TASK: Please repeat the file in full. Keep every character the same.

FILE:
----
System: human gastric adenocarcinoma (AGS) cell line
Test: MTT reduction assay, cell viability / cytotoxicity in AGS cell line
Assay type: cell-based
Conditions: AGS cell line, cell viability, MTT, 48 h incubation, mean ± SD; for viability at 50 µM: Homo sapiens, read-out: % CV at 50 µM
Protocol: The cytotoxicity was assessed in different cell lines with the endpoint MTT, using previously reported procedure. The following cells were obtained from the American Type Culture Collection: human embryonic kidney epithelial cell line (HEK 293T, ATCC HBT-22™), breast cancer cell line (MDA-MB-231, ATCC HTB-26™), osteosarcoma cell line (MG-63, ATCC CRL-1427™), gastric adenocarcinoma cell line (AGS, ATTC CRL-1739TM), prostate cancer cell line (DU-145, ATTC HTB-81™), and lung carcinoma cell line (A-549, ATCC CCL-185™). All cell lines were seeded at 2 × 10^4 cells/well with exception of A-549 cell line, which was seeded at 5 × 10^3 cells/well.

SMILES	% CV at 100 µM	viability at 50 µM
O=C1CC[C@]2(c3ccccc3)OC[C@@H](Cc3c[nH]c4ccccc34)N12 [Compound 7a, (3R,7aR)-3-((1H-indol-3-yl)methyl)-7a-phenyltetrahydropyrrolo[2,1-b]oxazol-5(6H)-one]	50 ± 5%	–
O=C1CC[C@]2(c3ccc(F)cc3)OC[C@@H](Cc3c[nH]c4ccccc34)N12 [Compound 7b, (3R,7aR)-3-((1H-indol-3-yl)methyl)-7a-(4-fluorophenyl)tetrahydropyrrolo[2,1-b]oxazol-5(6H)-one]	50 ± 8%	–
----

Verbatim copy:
System: human gastric adenocarcinoma (AGS) cell line
Test: MTT reduction assay, cell viability / cytotoxicity in AGS cell line
Assay type: cell-based
Conditions: AGS cell line, cell viability, MTT, 48 h incubation, mean ± SD; for viability at 50 µM: Homo sapiens, read-out: % CV at 50 µM
Protocol: The cytotoxicity was assessed in different cell lines with the endpoint MTT, using previously reported procedure. The following cells were obtained from the American Type Culture Collection: human embryonic kidney epithelial cell line (HEK 293T, ATCC HBT-22™), breast cancer cell line (MDA-MB-231, ATCC HTB-26™), osteosarcoma cell line (MG-63, ATCC CRL-1427™), gastric adenocarcinoma cell line (AGS, ATTC CRL-1739TM), prostate cancer cell line (DU-145, ATTC HTB-81™), and lung carcinoma cell line (A-549, ATCC CCL-185™). All cell lines were seeded at 2 × 10^4 cells/well with exception of A-549 cell line, which was seeded at 5 × 10^3 cells/well.

SMILES	% CV at 100 µM	viability at 50 µM
O=C1CC[C@]2(c3ccccc3)OC[C@@H](Cc3c[nH]c4ccccc34)N12 [Compound 7a, (3R,7aR)-3-((1H-indol-3-yl)methyl)-7a-phenyltetrahydropyrrolo[2,1-b]oxazol-5(6H)-one]	50 ± 5%	–
O=C1CC[C@]2(c3ccc(F)cc3)OC[C@@H](Cc3c[nH]c4ccccc34)N12 [Compound 7b, (3R,7aR)-3-((1H-indol-3-yl)methyl)-7a-(4-fluorophenyl)tetrahydropyrrolo[2,1-b]oxazol-5(6H)-one]	50 ± 8%	–